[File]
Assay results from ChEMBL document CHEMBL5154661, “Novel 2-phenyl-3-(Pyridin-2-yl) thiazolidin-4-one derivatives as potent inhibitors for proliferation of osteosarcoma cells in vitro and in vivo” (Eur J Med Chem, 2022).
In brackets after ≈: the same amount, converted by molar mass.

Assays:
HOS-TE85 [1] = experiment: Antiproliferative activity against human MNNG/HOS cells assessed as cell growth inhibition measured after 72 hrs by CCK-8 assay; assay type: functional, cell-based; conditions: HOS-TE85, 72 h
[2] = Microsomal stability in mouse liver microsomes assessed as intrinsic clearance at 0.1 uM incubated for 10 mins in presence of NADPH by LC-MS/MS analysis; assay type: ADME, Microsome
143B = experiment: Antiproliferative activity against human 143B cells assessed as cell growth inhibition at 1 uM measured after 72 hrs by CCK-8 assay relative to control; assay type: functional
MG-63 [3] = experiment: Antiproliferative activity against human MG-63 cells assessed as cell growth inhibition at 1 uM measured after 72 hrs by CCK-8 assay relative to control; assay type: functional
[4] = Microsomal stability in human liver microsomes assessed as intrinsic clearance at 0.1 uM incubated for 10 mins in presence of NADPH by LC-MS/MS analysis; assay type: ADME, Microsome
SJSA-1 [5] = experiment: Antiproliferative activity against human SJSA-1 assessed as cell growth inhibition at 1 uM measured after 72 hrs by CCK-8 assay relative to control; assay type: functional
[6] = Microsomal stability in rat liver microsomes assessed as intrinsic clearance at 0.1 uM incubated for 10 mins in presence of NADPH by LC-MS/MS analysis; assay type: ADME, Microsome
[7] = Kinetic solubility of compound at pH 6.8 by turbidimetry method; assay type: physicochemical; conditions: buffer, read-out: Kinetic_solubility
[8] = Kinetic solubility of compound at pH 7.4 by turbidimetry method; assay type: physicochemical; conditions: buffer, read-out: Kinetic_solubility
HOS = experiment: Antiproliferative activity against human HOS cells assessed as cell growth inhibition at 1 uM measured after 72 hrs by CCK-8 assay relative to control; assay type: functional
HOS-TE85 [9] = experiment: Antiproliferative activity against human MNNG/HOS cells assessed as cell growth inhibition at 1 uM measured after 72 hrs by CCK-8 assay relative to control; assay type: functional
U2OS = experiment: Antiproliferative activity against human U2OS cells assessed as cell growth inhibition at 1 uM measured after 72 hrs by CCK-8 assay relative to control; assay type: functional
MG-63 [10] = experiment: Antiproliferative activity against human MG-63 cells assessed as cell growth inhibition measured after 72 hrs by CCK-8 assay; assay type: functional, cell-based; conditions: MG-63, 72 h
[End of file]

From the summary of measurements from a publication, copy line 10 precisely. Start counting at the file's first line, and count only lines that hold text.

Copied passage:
[6] = Microsomal stability in rat liver microsomes assessed as intrinsic clearance at 0.1 uM incubated for 10 mins in presence of NADPH by LC-MS/MS analysis; assay type: ADME, Microsome